## Online Print Service Provider: The Experimental Disappointment

The PSP I chose uses a retail inkjet printing process. Their paper is not archival and is lightweight, but it does have a smooth polyester coating that does a reasonable job of resisting fingerprints and humidity.

Their colour prints were acceptable but they didn’t meet my quality expectations. Colour tones suffered from added contrast and vibrance. What should have been a milky white was blown out to a true white; a muted yellow printed as a bright yellow; and brown shadow areas showed a colour breakdown with an obvious red in the darkest areas. The white balance had also been shifted toward cooler tones. The result was greens were too blue and skin tones showed too much red. Added vibrancy also ruined the porcelain quality of the model’s skin, causing blown highlights down her nose and across her forehead.

Adding clarity, vibrance, and contrast to the image files resulted in over-produced results. I don’t consider those prints even acceptable. Adding enhanced colour to the one image file resulted in a noticeable and unattractive effect that mimicked poor use of a preset filter. In fact, the version without colour enhancements printed as I expected would the one with enhancements. Image files without sharpening still printed with a tiny bit more sharpening than I like. Adding sharpening to an image file was definitely not a good idea!

The PSP maintained the warmth I had chosen for my black and white image. There was also a nice range of tones in the black and white image although the highlights were too bright and just marginally short of being blown out.

## Printing My Own: Reliable but Resource Heavy

Inkjet printers have come down in price and there are many quality papers to be had at a reasonable cost. In fact, the range of available papers can be overwhelming—or exciting, if you like experimenting. If you’re willing to pay a bit more, shopping for photographic paper can be as fun as filling a shopping bag with penny candy! Ink, however, continues to be expensive enough to deter many photographers from pursuing home printing—that, and the nuisance of sorting out how to get what you see on your screen onto the paper. Still, home printing is a viable option worth comparing to the other three outsourced alternatives.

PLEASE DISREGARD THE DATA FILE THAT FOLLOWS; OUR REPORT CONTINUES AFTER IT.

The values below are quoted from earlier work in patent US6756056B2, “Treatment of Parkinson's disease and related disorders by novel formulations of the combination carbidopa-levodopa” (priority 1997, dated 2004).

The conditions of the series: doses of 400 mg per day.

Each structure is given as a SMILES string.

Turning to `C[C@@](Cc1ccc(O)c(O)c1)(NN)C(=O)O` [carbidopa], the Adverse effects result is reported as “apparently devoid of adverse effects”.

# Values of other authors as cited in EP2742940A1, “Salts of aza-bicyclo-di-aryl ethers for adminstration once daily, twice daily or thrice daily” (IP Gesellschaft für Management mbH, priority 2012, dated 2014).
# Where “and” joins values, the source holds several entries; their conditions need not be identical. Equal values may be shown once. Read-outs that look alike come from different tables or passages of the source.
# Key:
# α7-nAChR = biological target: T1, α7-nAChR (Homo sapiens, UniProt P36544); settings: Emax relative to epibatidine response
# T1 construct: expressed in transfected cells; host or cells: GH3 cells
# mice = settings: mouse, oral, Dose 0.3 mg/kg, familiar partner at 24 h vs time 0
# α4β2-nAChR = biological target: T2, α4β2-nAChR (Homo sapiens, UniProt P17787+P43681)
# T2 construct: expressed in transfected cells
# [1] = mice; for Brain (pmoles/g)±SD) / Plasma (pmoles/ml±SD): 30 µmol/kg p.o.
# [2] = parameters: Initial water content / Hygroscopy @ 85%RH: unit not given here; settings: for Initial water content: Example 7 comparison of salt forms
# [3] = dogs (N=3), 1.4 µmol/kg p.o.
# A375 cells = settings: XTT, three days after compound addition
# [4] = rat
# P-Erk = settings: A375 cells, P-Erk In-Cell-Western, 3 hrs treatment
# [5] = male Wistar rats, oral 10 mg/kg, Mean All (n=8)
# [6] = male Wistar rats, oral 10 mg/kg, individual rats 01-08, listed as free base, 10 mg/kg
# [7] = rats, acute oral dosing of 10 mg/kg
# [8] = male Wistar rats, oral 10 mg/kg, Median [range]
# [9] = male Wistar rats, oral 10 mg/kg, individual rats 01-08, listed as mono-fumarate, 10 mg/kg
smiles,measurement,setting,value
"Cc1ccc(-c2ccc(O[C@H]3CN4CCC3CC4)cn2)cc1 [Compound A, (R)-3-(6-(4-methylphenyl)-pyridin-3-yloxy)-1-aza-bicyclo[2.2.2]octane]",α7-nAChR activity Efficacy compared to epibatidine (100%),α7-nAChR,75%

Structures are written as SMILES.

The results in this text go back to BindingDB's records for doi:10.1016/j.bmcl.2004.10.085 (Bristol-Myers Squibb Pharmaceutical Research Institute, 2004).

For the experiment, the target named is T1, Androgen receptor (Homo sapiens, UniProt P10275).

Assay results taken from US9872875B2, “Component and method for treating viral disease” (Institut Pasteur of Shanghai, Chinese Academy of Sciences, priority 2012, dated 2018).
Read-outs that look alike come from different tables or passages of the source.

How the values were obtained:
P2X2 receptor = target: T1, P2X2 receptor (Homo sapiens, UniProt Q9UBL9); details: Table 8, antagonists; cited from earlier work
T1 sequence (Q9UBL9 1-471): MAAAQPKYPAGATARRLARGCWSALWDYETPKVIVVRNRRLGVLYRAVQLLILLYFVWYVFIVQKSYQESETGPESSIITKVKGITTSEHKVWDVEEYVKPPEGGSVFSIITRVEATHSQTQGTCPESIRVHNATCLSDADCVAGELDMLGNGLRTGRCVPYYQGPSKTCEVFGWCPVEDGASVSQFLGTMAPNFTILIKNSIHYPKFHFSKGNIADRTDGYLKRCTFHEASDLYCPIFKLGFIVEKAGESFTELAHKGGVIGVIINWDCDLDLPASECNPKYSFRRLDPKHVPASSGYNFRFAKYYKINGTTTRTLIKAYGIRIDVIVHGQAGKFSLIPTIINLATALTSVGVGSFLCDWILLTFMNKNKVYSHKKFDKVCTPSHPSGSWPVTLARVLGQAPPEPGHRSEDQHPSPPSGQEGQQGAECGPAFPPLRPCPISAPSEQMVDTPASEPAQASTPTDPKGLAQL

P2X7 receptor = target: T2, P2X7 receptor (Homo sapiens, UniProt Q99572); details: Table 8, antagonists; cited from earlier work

I thought my own prints were better than the trade printer but not as exciting as the drugstore prints. The colours in my prints lacked clarity and were a little cooler than I intended. That problem would be resolved by using a custom colour profile. (Because I didn’t have custom profiles for the three commercial printers, I didn’t use a custom profile for my own photos.) In all other aspects though, I got what I provided in the image file.

The black and white photo printed exactly as I intended. It was, however, more work to print from my home printer than it was to upload files to a commercial printer, and it required more time.

I don’t know how much it costs me to make prints at home. I’ve seen charts for calculating the costs but the results vary so much that I question the value of the charts. I chose an inexpensive house-brand paper distributed by an office supply store. The paper I chose, especially the satin finish in this line, is an insider’s secret to cost-effective small size photo printing. However, to print on inexpensive paper, I still need a printer, ink, and some kind of colour management system or a willingness to print three or four times the quantity I need as I adjust for print outcome.

I was happily surprised by the results of my experiment. With the exception of the black and white print, the best quality and lowest price were delivered by the drugstore. I was disappointed that I had to wait 7 days to get my prints, but other drugstores and retail outlets offer faster turnaround. My options for printing were limited to the basics of cropping, so I would not use this printer if I knew I wanted custom adjustments. I will, however, use this printer again for printing proofs, small enlargements, and photo cards.

• White balanced and exposure balanced
• No added clarity, contrast, or vibrance
• Sized to desired dimensions at a resolution of 300 pixels/inch
• Saved as an sRGB JPEG at 100% quality

To get the best black and white prints, I would try preparing my image in Grayscale, then convert it to sRGB for uploading to the printer. It won’t give me the slightly warm whites I prefer, but I think it would give me a neutral black and white.

The quality and service of online print service providers varies widely, but their product line tends to be the largest. If I wanted more variety in product options, I might give the PSP I tried a second chance. I expect the results, even if better, won’t be different than what I obtained from the drugstore at a lower cost. Files for an online PSP should be prepared in the same way as files prepared for a drugstore printing service.